COVID-19 has become a public health emergency caused by a negative-stranded ribonucleic acid (RNA) virus, which previously caused severe acute respiratory syndrome (SARS) and the Middle East respiratory syndrome (MERS). In addition, the pandemic led to an array of social, financial, psychological, and psychiatric issues.
Methods
An observational study was performed with consecutive sampling and included patients diagnosed with COVID-19 and admitted to the hospital. Subjects were evaluated using a semi-structured proforma and an online survey of the revised Impact of Event Scale (IES-R) 15 days post-discharge from the hospital.
Results
A total of 201 subjects were recruited, of which approximately 30% were female, and the rest were male. Approximately half of the subjects experienced symptoms suggestive of post-traumatic stress disorder (PTSD), with the highest number of patients falling in the severe category. Also, females experienced more anxiety symptoms than males (p=0.002).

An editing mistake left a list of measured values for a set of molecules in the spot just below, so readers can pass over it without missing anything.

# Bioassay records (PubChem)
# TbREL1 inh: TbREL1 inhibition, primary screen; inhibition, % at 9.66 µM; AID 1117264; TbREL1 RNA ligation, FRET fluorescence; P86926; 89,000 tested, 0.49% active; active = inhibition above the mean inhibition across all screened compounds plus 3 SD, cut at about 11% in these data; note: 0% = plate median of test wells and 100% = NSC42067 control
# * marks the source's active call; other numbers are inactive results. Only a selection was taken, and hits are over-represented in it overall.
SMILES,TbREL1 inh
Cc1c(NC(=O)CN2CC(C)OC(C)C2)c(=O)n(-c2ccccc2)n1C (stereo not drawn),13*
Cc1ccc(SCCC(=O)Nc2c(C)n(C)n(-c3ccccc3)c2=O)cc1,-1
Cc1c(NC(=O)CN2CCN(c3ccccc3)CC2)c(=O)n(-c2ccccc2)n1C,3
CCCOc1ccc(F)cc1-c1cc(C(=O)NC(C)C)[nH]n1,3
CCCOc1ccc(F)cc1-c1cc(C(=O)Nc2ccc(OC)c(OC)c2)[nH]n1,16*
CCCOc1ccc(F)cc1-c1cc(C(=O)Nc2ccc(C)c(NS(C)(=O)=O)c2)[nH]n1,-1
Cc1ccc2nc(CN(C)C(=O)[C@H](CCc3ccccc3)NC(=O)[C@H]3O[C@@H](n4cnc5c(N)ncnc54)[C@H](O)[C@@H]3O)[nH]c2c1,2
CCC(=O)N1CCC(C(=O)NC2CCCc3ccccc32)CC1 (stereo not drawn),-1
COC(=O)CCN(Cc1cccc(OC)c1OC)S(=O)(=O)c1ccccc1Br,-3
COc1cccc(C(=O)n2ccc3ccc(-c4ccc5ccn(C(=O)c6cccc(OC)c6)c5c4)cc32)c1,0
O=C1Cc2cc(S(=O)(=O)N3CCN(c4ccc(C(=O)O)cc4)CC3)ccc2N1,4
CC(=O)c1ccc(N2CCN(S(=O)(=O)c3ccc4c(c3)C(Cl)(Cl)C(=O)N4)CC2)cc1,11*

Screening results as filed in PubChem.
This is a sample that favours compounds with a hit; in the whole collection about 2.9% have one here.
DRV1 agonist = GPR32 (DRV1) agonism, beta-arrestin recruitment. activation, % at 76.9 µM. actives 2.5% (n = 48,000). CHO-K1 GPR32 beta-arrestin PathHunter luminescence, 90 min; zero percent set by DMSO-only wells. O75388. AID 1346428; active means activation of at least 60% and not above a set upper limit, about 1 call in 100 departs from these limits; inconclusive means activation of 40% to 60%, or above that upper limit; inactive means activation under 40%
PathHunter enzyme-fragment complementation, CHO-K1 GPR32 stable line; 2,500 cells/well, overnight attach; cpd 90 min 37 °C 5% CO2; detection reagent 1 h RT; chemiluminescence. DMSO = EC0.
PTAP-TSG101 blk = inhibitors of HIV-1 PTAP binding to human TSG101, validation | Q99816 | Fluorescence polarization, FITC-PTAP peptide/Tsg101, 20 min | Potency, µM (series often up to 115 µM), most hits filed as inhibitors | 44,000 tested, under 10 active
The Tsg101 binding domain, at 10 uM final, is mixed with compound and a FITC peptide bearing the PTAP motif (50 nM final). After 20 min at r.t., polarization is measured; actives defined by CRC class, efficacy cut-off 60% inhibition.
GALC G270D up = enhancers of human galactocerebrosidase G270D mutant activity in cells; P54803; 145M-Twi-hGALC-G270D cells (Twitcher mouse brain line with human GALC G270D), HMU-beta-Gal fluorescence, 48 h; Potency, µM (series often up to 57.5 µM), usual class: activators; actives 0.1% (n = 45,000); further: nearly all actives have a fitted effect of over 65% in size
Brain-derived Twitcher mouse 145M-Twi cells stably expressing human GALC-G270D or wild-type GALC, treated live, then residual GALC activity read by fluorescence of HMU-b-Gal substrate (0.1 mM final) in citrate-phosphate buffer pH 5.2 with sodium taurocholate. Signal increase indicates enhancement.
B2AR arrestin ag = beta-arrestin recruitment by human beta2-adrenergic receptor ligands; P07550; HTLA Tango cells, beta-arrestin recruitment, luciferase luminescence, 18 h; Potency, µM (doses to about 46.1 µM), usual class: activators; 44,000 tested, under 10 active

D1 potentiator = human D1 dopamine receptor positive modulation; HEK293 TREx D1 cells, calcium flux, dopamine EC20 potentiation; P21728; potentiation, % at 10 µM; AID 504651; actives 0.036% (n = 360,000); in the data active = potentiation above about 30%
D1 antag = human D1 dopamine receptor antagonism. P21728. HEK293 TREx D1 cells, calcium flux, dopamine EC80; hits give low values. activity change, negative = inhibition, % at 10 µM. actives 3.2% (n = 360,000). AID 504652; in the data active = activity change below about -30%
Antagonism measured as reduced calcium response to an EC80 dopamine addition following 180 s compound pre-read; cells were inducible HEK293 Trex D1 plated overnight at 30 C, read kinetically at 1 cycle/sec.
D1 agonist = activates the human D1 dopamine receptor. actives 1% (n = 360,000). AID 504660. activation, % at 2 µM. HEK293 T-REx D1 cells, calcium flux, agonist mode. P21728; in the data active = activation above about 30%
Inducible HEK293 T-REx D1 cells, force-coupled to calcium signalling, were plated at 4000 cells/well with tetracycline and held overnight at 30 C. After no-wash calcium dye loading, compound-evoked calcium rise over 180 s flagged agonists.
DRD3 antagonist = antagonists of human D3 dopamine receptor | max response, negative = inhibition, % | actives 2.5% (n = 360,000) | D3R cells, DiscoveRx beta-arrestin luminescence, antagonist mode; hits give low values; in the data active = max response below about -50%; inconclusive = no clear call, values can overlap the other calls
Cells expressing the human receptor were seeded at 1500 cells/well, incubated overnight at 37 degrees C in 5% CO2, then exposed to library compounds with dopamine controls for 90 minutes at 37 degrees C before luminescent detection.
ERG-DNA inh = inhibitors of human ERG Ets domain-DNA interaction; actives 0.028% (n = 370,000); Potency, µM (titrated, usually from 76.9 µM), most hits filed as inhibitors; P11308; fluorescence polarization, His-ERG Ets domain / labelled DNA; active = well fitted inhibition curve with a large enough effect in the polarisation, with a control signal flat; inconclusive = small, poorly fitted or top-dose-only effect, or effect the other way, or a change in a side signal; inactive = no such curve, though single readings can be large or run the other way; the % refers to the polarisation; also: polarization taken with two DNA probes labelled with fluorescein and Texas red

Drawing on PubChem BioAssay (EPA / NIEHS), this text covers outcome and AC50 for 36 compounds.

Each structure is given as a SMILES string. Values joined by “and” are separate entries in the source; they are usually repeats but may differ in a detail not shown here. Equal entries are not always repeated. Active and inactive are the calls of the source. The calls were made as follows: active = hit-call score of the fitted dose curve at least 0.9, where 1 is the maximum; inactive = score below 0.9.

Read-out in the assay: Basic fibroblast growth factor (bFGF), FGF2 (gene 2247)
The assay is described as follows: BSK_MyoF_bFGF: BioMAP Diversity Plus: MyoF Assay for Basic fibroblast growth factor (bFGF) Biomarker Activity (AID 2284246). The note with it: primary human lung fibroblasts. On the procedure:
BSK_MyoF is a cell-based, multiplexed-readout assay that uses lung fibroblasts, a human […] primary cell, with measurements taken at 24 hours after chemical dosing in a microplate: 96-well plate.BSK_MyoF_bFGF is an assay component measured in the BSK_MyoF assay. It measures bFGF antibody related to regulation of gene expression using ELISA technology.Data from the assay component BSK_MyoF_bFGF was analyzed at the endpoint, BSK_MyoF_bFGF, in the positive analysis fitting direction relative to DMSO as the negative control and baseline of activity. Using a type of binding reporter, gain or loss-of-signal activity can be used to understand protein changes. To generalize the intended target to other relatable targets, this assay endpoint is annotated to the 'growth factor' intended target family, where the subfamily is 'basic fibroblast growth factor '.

Conclusion
Infection with COVID-19 and hospitalization tended to significantly impact individuals’ mental state. In addition, the majority of subjects had severe symptoms of post-COVID PTSD, warranting the need for treatment.A recent study concludes that cardiorespiratory fitness has links to the risk of developing Alzheimer’s disease and related disorders in later life. A recent study that analyzed insurance claims found that Viagra (sildenafil) prescriptions were associated with a 69% reduced risk of Alzheimer’s.